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Limitation Act: Key Time Limits for Legal Claims

What is the Limitation Act?

The Limitation Act sets out time limits within which a claimant must initiate legal action for various categories of civil disputes failing which, no legal action maybe initiated at all. These time limits are in place to ensure swift action by a claimant and prevent stale claims from being litigated in court wherein damages may be harder to assess due to the delay. It is essential to be aware of these time-bars or time limits so as not to lose your fundamental right to legally protect your interests.

Examples of Statutory Limitation Periods for Various Legal Claims

The time limits vary depending on the type of claim or action involved. We set out a few examples below:

  • Contractual claims: A claimant has 6 years from the date of the breach of a contract to commence legal proceedings.
  • Tort claims (e.g., negligence, trespass): Generally, the limitation period is 6 years from the date the tortious act was committed. However, there are exceptions depending on the specific tort involved.
  • Personal injury claims: The time limit is 3 years from the date of the claimant’s injury, or from the date the claimant first had knowledge of the injury.
  • Defamation and malicious falsehood: The time limit is 6 years from the date of the defamatory statement or act.
  • Recovery of land or property: The claimant has 12 years from the date when the right to his/her claim arose.
  • Enforcing a judgement: A claimant has 12 years from the date of the judgement to enforce it.

Special Provisions and Considerations for Limitation Periods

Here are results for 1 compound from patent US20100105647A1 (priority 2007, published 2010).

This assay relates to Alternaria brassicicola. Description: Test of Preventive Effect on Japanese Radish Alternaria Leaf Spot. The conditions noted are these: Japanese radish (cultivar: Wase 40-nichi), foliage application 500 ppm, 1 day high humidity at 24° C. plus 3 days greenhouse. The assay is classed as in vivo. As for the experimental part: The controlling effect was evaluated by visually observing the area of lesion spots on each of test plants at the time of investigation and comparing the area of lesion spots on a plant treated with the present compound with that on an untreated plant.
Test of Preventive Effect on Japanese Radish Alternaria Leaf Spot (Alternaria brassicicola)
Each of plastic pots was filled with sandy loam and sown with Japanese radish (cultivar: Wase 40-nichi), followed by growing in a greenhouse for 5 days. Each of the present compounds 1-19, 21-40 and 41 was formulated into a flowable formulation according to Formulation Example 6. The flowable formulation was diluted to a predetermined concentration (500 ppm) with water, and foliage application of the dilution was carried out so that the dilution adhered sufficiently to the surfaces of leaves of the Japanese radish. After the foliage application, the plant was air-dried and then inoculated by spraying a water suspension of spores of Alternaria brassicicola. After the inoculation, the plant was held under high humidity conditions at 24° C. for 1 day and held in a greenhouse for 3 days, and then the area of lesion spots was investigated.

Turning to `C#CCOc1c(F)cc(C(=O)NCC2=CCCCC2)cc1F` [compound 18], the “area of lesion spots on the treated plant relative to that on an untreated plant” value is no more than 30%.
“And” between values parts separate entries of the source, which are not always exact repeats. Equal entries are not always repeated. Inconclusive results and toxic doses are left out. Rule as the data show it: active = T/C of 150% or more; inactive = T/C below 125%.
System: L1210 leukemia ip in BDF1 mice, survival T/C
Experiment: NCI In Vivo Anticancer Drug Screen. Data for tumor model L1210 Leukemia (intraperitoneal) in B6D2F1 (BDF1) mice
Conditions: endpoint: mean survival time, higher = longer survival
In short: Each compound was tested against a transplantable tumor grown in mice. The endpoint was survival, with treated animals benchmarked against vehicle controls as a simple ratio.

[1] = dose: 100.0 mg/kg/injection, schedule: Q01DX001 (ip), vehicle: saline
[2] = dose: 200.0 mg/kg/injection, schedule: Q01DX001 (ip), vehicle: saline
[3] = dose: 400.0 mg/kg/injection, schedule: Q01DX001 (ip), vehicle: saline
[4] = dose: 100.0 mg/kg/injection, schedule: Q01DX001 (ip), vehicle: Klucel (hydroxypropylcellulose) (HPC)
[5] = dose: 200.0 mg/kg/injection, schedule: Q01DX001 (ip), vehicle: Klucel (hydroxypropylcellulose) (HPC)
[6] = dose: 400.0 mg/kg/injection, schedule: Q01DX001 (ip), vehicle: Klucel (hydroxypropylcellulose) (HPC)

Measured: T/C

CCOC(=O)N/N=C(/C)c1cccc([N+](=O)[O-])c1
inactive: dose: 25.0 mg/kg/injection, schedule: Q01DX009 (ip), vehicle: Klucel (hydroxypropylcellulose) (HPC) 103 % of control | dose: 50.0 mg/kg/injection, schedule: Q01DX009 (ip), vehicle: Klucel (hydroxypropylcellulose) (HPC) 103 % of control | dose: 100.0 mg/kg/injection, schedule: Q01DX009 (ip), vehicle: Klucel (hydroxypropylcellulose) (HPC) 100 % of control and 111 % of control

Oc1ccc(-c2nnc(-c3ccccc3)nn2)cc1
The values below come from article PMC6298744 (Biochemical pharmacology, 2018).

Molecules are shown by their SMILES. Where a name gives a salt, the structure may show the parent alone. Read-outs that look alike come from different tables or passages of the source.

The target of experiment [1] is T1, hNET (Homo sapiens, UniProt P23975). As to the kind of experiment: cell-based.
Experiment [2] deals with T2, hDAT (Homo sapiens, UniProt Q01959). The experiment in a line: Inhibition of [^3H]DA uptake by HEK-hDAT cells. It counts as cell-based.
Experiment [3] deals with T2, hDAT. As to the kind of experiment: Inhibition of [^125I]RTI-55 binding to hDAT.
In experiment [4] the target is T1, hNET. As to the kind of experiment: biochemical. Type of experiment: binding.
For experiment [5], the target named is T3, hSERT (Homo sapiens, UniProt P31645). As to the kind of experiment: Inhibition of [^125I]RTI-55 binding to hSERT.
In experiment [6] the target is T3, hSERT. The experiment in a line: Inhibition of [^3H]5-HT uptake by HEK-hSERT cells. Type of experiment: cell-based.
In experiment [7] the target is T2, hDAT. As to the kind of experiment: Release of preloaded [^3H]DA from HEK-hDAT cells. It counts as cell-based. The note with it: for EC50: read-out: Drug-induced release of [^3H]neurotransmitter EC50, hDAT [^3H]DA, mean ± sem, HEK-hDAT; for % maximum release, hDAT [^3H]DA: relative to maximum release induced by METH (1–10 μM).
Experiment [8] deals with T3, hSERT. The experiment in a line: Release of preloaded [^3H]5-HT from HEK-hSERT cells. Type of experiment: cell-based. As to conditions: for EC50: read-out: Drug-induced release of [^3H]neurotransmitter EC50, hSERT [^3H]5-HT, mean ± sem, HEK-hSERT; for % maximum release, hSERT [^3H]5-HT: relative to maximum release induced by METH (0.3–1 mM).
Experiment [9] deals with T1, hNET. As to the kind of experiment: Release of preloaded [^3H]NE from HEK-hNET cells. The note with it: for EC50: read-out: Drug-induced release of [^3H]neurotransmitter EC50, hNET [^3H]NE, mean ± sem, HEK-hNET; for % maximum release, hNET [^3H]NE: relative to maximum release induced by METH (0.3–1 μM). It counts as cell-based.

However, it is essential to note that the Limitation Act contains provisions for extending or pausing the limitation period in specific circumstances. For example, in cases involving fraud the limitation period may be extended. Additionally, the limitation period may be paused if the claimant is a minor or lacks mental capacity.

Given the complexity of limitation periods and the potential consequences of losing your right to commence legal proceedings, it is advisable to consult a lawyer to ensure that your right to pursue legal action is protected by commencing legal proceedings within the appropriate time frame.

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Any information of a legal nature in this blog is given in good faith and has been derived from resources believed to be reliable and accurate. The author of the information contained herein this blog does not give any warranty or accept any responsibility arising in any way, including by reason of negligence for any errors or omissions herein. Readers should seek independent legal advice.

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